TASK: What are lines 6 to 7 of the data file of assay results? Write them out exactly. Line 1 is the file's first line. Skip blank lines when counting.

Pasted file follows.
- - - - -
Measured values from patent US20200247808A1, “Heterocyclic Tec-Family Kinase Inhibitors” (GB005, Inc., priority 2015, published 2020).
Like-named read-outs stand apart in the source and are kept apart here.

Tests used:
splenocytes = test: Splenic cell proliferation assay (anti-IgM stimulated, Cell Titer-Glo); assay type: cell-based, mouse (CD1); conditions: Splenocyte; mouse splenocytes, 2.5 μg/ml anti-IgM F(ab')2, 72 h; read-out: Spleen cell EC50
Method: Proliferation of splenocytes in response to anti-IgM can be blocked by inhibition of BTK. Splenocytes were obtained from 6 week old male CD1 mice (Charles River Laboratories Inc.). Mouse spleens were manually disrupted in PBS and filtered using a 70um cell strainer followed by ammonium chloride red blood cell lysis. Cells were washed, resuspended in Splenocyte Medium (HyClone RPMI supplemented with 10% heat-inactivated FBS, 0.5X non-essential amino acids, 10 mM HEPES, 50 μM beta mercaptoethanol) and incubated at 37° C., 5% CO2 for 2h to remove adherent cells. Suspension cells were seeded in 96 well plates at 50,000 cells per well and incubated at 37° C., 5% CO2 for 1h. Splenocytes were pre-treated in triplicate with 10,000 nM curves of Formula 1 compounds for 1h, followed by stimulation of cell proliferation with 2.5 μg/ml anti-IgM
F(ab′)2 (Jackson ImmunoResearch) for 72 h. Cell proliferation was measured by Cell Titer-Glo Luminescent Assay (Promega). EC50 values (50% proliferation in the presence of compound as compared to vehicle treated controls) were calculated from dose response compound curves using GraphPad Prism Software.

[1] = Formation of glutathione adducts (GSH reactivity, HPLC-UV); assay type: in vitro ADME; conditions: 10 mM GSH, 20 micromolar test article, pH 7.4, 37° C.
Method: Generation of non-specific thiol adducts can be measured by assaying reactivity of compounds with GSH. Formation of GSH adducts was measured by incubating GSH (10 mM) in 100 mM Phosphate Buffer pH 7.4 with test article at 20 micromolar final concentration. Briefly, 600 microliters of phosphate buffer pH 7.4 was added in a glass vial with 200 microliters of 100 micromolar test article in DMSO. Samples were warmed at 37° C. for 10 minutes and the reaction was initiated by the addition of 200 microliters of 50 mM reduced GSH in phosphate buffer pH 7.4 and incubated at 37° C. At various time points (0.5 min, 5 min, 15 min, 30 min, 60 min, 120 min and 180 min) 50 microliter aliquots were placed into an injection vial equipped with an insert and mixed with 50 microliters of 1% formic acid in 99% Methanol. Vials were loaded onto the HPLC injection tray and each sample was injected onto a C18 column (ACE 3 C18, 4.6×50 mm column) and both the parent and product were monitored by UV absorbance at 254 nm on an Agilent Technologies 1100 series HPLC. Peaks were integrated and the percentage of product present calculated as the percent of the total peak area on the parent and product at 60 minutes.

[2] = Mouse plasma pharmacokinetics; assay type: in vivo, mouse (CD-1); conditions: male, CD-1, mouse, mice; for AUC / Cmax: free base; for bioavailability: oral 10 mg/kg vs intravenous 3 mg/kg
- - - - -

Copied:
F(ab′)2 (Jackson ImmunoResearch) for 72 h. Cell proliferation was measured by Cell Titer-Glo Luminescent Assay (Promega). EC50 values (50% proliferation in the presence of compound as compared to vehicle treated controls) were calculated from dose response compound curves using GraphPad Prism Software.

[1] = Formation of glutathione adducts (GSH reactivity, HPLC-UV); assay type: in vitro ADME; conditions: 10 mM GSH, 20 micromolar test article, pH 7.4, 37° C.